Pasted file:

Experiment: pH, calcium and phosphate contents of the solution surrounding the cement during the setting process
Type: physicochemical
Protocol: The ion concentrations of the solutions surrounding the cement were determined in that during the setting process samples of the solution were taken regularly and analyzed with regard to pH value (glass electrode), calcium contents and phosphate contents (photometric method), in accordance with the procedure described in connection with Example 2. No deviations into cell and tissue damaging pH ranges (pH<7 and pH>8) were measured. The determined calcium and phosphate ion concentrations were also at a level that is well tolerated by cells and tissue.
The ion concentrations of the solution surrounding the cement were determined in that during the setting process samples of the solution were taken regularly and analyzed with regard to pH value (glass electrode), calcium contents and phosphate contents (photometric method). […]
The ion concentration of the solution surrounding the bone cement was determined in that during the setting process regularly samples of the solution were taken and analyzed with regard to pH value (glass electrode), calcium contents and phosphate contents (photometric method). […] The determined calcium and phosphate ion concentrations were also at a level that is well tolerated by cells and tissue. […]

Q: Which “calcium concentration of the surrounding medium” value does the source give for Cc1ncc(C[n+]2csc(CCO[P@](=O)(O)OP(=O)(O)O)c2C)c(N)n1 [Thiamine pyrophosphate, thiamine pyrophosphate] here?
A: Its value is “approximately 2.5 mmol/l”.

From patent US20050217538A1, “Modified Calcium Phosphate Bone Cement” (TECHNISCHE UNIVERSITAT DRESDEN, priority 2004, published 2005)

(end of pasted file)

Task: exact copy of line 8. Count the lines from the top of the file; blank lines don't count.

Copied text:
From patent US20050217538A1, “Modified Calcium Phosphate Bone Cement” (TECHNISCHE UNIVERSITAT DRESDEN, priority 2004, published 2005)